The steps of a thermonuclear reaction.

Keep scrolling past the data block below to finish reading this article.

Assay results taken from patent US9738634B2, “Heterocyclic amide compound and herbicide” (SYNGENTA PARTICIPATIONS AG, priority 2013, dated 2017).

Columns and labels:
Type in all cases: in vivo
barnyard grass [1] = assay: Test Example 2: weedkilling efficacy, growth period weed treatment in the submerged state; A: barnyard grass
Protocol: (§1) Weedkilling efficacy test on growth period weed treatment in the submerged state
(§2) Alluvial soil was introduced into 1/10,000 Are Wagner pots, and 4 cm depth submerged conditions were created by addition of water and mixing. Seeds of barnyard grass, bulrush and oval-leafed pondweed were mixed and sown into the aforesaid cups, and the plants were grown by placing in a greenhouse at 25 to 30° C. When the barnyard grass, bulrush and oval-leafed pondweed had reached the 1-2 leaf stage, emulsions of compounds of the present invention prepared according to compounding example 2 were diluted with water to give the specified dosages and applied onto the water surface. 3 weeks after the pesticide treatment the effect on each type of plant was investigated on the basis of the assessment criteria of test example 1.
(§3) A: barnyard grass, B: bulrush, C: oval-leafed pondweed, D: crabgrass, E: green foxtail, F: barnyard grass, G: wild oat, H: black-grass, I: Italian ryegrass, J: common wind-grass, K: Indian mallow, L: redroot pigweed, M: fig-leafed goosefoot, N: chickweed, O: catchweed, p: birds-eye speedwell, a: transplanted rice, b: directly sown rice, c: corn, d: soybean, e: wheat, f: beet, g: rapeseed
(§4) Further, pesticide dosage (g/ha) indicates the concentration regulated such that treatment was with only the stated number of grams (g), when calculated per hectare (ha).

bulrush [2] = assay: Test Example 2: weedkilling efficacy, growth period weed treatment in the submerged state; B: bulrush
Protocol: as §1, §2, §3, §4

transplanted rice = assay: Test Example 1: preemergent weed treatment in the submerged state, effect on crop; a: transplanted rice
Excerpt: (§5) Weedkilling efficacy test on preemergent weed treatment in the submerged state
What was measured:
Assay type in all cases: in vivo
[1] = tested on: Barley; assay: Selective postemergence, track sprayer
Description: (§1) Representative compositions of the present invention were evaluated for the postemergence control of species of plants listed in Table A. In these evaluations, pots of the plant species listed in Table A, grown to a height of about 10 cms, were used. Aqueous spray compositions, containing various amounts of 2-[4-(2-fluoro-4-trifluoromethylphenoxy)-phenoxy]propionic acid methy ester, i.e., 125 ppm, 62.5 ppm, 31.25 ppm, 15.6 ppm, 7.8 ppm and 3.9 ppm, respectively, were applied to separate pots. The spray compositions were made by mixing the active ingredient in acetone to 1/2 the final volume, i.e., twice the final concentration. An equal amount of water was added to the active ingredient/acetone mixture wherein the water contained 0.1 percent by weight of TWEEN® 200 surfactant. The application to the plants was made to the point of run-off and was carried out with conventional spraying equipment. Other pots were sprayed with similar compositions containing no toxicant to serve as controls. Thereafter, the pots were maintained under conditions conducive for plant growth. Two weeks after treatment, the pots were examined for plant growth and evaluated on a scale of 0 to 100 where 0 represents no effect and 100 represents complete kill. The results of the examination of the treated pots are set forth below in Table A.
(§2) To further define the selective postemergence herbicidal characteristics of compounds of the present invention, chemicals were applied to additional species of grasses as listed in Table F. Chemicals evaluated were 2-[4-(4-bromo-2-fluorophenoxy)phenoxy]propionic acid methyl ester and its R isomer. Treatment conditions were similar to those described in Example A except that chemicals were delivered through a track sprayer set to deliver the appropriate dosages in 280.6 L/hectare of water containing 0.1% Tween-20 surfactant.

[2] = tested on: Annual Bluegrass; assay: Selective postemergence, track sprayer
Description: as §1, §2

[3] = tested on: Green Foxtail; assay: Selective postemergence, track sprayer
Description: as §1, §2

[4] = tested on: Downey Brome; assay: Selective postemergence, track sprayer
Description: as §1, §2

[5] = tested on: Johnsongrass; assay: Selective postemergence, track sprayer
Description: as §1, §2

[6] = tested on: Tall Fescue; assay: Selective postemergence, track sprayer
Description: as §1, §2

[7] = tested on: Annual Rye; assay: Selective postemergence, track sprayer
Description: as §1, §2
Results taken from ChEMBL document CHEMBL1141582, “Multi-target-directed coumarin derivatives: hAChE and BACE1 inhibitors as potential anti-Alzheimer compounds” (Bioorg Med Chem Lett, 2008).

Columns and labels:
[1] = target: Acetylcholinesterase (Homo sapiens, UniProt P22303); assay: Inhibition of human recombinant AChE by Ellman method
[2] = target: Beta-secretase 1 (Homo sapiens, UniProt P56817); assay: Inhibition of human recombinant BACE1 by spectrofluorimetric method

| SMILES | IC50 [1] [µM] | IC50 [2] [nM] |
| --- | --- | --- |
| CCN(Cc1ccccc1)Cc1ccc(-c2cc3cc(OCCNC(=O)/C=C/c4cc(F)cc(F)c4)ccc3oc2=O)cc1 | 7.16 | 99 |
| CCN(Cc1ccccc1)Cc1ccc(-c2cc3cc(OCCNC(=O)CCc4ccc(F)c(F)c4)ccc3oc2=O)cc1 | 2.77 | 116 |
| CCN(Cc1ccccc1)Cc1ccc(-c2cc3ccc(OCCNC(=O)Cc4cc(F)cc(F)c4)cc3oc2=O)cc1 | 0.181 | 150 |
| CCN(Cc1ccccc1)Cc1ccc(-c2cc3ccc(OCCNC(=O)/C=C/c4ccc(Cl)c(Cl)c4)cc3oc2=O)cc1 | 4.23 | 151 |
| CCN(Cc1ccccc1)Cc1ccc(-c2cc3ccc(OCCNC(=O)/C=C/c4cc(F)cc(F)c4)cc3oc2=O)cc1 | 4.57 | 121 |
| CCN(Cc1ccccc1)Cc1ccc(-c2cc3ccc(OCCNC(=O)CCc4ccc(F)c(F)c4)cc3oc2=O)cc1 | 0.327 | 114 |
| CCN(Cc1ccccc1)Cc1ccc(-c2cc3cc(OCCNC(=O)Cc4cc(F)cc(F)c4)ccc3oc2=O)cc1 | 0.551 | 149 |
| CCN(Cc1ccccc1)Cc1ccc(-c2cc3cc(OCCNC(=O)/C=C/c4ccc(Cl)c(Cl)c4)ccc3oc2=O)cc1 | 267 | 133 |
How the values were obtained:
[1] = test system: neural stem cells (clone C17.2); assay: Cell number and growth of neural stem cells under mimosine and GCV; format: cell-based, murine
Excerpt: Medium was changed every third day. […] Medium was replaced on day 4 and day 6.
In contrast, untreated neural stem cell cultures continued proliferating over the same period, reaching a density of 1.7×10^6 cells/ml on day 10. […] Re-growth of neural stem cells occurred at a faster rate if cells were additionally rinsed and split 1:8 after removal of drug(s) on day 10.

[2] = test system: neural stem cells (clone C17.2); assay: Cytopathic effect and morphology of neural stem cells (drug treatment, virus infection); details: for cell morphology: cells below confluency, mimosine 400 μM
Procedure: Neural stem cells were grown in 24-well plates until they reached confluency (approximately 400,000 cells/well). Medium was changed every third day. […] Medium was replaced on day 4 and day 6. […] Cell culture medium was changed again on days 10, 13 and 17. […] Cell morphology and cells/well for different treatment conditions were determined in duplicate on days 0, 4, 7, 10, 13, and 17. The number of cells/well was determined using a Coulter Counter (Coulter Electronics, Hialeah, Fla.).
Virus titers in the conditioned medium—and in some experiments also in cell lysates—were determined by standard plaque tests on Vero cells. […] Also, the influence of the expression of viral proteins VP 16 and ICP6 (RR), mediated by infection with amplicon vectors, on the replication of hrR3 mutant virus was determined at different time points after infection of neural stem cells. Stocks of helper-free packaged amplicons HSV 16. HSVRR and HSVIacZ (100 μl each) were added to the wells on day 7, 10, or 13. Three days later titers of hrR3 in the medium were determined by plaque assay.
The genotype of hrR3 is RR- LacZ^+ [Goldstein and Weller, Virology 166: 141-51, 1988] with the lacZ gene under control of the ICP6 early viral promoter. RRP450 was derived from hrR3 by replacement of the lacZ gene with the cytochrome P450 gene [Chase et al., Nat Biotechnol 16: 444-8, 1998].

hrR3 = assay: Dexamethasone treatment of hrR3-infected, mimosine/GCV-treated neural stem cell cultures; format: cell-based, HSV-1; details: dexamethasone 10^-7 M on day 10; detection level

in the development of atomic weap- ons than originally believed. During this post-war era, the US saw its rise to the status of global superpower and sought to secure its position as a nuclear hegemon, and research into exceedingly more powerful weap- ons continued. Earlier during the Manhattan Project, Edward Teller had repeatedly presented Hans Bethe with ideas regarding an even more powerful weapon that made use of nuclear fusion. Fission explo- sives could be used to create the conditions of temperature and pres- sure required to initiate the fusion of light isotopes of hydrogen: deute- rium and lithium. Bethe turned him down repeatedly; a working weapon of simpler design using fission was yet to be constructed! After the war, however, Teller saw his ideas real- ized in the Teller-Ulam design for a thermonuclear weapon. Such a weapon makes use of both nuclear fission and nuclear fusion. Within the bomb casing is an arrangement of nuclear explo- sives that detonate sequentially and as a result of the preceding explosive device. In such a weapon, the “pri- mary” is a fission explosive detonated like the Nagasaki bomb described